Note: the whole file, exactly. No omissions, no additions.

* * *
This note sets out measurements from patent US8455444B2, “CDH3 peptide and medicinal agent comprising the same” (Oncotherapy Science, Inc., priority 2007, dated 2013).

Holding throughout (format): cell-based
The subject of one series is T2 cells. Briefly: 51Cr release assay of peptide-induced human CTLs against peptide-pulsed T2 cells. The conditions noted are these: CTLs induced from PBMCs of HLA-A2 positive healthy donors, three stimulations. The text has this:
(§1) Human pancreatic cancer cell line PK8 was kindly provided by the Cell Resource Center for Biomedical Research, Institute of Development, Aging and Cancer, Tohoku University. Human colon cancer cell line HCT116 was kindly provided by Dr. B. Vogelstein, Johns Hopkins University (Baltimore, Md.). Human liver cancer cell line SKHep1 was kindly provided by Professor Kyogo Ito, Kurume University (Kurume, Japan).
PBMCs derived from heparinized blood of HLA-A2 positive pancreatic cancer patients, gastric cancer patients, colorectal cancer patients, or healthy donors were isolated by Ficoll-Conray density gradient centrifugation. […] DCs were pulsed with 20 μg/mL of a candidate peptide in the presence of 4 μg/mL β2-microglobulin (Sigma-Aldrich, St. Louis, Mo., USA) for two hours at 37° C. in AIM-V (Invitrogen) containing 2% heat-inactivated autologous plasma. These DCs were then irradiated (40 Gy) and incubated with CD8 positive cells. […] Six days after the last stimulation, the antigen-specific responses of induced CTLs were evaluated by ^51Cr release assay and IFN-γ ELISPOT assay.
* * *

This note sets out measurements from patent US8455444B2, “CDH3 peptide and medicinal agent comprising the same” (Oncotherapy Science, Inc., priority 2007, dated 2013).

Holding throughout (format): cell-based
The subject of one series is T2 cells. Briefly: 51Cr release assay of peptide-induced human CTLs against peptide-pulsed T2 cells. The conditions noted are these: CTLs induced from PBMCs of HLA-A2 positive healthy donors, three stimulations. The text has this:
(§1) Human pancreatic cancer cell line PK8 was kindly provided by the Cell Resource Center for Biomedical Research, Institute of Development, Aging and Cancer, Tohoku University. Human colon cancer cell line HCT116 was kindly provided by Dr. B. Vogelstein, Johns Hopkins University (Baltimore, Md.). Human liver cancer cell line SKHep1 was kindly provided by Professor Kyogo Ito, Kurume University (Kurume, Japan).
PBMCs derived from heparinized blood of HLA-A2 positive pancreatic cancer patients, gastric cancer patients, colorectal cancer patients, or healthy donors were isolated by Ficoll-Conray density gradient centrifugation. […] DCs were pulsed with 20 μg/mL of a candidate peptide in the presence of 4 μg/mL β2-microglobulin (Sigma-Aldrich, St. Louis, Mo., USA) for two hours at 37° C. in AIM-V (Invitrogen) containing 2% heat-inactivated autologous plasma. These DCs were then irradiated (40 Gy) and incubated with CD8 positive cells. […] Six days after the last stimulation, the antigen-specific responses of induced CTLs were evaluated by ^51Cr release assay and IFN-γ ELISPOT assay.